Wednesday, October 7, 2015
The Road to Linnyland. Philip Willey - Sept.2015.
A certain aesthetic seems to prevail in BC landscape painting that probably can be traced back to the Group of Seven. The Group succeeded in creating a Canadian landscape form that has evolved into a uniquely West Coast style that pulsates with life, rhythm and the spirit of place.
Emily Carr set the pace of course with her powerful and evocative depictions of West Coast iconography as did Jack Shadbolt who explored the subject from a semi-abstract angle.
They were followed by painters like E.J.Hughes, who studied under FrederickVarley, and Robert Genn who passed away recently. Genn’s paintings continued the Canadian landscape tradition with a strong sense of design and form reminiscent of the Group who were themselves heavily influenced by French Impressionism.
The West Coast style of painting lives on. It can be found in the work of artists like Glenn Clark, Drew Burnham, Ken Gillespie, Greta Guzek and others who all share a similar approach to line, form and colour whilst following their own visions of B.C.s majestic scenery. Some are mainly interested in capturing the essence of place, some are cerebral and some are exuberant. All show love and respect for the grandeur of nature.
Which brings us to the reason for writing this piece, Linny D. Vine, who has brought the genre up to date by adding a personal touch.
She was born in Saskatoon in 1960, grew up in Vancouver and she has lived in Victoria since 1992. In actual fact she lives in Linnyland. It’s a happy place where trees and buildings bend to suit the mood of the paintings, where water and sky are full of rich impasto movement. She draws on local landmarks for inspiration. Her urbanscapes include places like City Hall, the Belfry Theater and Swan’s Pub rendered to appear idyllic. Cherry blossoms for instance, a welcome sign of spring in Victoria, are cotton candy like but never garish. They are always integrated into the background so that the colours are slightly exaggerated but always harmonious. Her landscapes often feature a Volkswagen van, a sixties symbol of freedom and life on the open road…..minus any hint of traffic congestion or clear cutting.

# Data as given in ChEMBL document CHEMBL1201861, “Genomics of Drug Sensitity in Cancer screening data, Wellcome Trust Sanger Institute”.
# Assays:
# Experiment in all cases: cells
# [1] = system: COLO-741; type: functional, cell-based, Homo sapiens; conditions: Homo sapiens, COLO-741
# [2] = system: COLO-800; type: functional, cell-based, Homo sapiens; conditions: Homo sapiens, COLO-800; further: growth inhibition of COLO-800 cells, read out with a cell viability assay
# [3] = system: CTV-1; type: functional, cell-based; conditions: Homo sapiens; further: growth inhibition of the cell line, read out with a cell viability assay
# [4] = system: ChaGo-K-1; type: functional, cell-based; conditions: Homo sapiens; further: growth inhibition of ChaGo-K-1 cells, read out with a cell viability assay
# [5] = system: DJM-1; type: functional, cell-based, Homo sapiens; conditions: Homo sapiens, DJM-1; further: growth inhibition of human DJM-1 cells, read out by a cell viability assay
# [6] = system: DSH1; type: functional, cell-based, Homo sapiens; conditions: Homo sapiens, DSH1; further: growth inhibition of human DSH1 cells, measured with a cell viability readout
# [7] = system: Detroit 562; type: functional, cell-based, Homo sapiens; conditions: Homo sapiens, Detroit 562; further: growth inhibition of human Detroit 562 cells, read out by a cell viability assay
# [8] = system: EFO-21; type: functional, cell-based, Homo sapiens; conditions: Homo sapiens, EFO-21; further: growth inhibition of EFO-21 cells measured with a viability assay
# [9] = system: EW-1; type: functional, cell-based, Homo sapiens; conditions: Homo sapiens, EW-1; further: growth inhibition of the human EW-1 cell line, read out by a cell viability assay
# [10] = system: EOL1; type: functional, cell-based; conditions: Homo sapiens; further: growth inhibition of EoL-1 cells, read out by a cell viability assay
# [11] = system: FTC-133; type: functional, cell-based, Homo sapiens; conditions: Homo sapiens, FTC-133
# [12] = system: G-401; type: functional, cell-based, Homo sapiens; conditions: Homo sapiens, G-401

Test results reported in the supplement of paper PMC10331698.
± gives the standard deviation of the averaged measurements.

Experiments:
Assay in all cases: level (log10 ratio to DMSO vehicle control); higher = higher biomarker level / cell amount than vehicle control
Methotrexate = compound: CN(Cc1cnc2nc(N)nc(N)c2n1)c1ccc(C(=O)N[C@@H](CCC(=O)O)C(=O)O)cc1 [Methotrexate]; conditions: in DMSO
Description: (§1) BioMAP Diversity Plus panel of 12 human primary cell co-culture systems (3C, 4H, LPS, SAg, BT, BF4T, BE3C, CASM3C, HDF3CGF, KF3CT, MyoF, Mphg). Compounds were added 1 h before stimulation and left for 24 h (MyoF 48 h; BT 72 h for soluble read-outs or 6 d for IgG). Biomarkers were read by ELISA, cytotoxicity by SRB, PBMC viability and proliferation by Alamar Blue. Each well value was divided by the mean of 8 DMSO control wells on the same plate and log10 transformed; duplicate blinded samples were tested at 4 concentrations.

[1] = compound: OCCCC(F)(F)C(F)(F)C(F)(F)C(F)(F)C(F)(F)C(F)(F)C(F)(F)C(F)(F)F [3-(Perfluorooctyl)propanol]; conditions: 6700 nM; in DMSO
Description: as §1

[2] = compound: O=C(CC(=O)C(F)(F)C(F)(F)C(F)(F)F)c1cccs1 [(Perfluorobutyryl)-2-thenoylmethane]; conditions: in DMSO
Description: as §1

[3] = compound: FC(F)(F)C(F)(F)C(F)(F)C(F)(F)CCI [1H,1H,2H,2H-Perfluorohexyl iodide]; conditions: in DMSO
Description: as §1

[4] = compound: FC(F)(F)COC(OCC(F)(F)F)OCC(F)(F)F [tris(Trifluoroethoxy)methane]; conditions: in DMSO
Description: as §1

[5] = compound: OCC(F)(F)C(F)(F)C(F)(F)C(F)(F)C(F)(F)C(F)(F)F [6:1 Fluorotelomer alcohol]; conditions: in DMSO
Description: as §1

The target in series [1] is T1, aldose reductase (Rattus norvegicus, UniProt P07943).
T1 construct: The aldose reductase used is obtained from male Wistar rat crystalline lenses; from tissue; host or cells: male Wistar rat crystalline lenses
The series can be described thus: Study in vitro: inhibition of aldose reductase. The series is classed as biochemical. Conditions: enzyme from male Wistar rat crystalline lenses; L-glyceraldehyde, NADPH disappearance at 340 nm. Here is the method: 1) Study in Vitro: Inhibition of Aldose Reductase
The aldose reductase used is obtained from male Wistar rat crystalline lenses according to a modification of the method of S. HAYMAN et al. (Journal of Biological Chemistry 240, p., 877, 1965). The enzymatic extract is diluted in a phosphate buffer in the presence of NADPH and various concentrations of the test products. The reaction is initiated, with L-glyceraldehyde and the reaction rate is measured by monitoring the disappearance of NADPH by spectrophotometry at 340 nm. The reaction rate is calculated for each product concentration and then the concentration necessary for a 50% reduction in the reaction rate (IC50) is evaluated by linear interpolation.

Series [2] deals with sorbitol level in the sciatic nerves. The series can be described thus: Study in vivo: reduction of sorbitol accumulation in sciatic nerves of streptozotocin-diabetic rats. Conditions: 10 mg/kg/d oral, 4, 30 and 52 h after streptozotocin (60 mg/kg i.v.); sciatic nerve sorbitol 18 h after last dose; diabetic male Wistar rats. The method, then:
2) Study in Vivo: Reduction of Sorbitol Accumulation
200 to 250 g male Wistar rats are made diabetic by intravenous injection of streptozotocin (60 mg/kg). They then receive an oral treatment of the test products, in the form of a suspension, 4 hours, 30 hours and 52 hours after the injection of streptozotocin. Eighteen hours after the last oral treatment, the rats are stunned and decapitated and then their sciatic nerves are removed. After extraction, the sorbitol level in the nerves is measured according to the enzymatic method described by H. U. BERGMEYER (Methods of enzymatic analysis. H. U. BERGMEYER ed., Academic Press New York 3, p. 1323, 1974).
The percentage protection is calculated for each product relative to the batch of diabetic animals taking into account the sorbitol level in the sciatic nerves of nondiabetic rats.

There are no discordant elements in Linneyland. It’s part of the charm. She describes herself (Focus Magazine May 2012 article by Christine Clark ) as ‘….a realist who knows the world is not all beautiful. It’s a balance of joy and sorrow. I’m a big believer in feeling everything, but I love to strive for happiness.’
Linny D.Vine’s work incorporates both Emily Carr’s emotion and the more formal approach of Robert Genn. At the same time she is revitalizing the landscape scene with a lighthearted quirkiness. Her paintings are friendly and very approachable expressions of sheer joy.
- www.linnydvine.com -